The following is an article I posted to the co.general newsgroup on Usenet, in response to a couple of posters complaining that providing universal health care would unfairly force people who didn’t want to to pay for health care for those who can’t afford it:
Try to follow the bouncing ball here: A poor person has a heart attack and is taken to an emergency room. He gets treatment, but can’t pay. The hospital loses money, and to recoup that it raises its rates. Insurance companies have to pay more money to the hospital, so they raise their premiums for members.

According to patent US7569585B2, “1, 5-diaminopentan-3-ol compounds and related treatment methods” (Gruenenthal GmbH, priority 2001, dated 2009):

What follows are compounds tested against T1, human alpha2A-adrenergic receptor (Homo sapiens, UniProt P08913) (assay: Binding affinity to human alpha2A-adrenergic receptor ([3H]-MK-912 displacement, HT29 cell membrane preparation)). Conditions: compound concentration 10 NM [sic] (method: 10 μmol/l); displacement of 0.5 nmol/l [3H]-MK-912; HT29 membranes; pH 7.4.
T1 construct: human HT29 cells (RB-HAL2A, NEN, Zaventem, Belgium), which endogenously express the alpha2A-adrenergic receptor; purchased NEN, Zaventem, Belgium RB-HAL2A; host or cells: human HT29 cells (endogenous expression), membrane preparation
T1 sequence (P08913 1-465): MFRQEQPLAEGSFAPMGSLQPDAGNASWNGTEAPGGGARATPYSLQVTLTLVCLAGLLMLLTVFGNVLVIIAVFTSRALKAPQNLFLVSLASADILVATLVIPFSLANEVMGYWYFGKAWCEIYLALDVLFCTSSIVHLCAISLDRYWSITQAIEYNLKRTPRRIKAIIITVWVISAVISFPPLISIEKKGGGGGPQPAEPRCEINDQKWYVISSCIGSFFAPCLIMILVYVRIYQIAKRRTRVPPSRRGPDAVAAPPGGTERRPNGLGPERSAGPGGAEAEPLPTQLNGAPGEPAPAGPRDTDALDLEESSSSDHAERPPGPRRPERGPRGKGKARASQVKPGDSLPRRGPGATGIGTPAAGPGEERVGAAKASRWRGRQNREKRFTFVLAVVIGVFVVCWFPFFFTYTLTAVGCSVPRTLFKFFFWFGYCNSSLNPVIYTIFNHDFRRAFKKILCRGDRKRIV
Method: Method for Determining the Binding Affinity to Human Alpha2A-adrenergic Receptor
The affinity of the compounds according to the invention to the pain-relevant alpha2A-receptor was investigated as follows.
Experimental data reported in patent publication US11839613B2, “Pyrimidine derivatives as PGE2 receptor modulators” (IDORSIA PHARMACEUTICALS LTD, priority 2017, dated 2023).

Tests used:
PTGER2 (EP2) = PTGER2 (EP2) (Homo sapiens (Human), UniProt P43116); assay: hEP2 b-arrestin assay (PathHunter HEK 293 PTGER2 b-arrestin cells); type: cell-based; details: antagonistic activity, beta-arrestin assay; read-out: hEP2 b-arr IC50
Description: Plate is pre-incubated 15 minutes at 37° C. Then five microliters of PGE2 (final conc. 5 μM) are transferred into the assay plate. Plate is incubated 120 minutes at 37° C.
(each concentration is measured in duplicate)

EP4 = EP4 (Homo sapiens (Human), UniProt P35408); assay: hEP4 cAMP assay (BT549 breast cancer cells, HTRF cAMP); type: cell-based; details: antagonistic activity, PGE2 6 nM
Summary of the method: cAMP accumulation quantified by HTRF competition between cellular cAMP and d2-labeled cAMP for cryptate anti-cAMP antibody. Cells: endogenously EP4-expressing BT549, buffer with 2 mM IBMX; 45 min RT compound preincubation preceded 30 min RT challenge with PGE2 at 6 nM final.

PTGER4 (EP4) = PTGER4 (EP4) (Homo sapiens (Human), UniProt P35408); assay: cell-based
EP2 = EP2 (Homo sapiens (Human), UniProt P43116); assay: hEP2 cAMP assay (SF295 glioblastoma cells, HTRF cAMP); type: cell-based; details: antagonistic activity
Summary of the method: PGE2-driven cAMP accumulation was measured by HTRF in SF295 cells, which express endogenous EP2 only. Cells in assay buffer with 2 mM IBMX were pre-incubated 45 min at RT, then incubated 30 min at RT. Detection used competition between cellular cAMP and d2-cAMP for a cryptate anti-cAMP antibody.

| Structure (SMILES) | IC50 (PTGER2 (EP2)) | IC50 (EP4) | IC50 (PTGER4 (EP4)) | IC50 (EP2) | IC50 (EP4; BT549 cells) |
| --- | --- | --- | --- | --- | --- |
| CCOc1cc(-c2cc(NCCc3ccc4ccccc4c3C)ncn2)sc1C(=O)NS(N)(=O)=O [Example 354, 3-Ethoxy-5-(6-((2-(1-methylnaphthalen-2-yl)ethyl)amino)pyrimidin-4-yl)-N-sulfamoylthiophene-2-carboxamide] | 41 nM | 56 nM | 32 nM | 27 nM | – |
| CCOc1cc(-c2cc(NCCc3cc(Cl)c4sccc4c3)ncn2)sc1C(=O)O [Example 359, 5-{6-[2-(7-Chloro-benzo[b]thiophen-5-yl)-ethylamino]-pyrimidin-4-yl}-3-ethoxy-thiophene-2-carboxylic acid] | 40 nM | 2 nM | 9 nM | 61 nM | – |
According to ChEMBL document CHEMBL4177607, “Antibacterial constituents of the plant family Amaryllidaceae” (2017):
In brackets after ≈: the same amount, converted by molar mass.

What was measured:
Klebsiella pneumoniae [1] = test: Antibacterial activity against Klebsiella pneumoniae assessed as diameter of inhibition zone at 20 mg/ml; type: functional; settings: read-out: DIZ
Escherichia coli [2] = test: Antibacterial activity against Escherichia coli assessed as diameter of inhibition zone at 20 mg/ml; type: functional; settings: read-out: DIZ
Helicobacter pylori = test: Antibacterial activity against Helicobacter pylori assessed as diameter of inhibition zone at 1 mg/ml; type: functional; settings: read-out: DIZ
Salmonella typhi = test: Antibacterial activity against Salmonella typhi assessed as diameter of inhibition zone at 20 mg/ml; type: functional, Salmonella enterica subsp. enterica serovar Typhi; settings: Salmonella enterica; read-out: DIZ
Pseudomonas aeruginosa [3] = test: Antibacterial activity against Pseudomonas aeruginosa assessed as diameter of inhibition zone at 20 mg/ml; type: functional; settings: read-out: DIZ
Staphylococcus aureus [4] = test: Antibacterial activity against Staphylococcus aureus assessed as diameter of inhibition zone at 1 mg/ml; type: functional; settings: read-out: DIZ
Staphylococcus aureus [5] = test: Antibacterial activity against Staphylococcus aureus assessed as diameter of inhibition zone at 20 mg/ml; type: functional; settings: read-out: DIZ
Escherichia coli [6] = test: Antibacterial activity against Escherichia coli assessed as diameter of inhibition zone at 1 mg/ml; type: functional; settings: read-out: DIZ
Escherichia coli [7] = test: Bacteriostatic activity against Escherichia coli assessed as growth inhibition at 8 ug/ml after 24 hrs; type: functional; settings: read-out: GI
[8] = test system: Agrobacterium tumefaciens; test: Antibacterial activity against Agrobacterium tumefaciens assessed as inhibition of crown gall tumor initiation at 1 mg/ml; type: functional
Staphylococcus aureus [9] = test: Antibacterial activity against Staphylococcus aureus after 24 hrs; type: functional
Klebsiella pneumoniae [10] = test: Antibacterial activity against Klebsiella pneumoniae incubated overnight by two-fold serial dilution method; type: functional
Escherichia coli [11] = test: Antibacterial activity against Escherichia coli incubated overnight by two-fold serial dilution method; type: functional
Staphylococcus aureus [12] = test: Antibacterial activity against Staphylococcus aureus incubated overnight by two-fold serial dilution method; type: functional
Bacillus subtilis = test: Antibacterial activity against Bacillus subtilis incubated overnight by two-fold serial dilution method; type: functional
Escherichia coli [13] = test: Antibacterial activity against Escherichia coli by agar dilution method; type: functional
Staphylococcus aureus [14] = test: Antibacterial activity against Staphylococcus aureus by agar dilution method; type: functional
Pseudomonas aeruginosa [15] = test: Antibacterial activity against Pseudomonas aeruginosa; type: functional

Now theoretically, people who can’t afford medical care only go to the emergency room, and theoretically only when they are having major medical problems. So theoretically, the costs that they are passing on are quite large.
Instead of doing this, if we had a health care system that would provide options for those who can’t afford private insurance, they could get treatment and preventive care that would keep them from having to go to the ER. The total cost would be less than what we are seeing now.
You seem to believe that society in general isn’t already footing the costs for providing health care to those who can’t afford it. We are. If you have health insurance, just look at how much your premiums, copays, and out-of-pocket expenses have gone up over the last decade.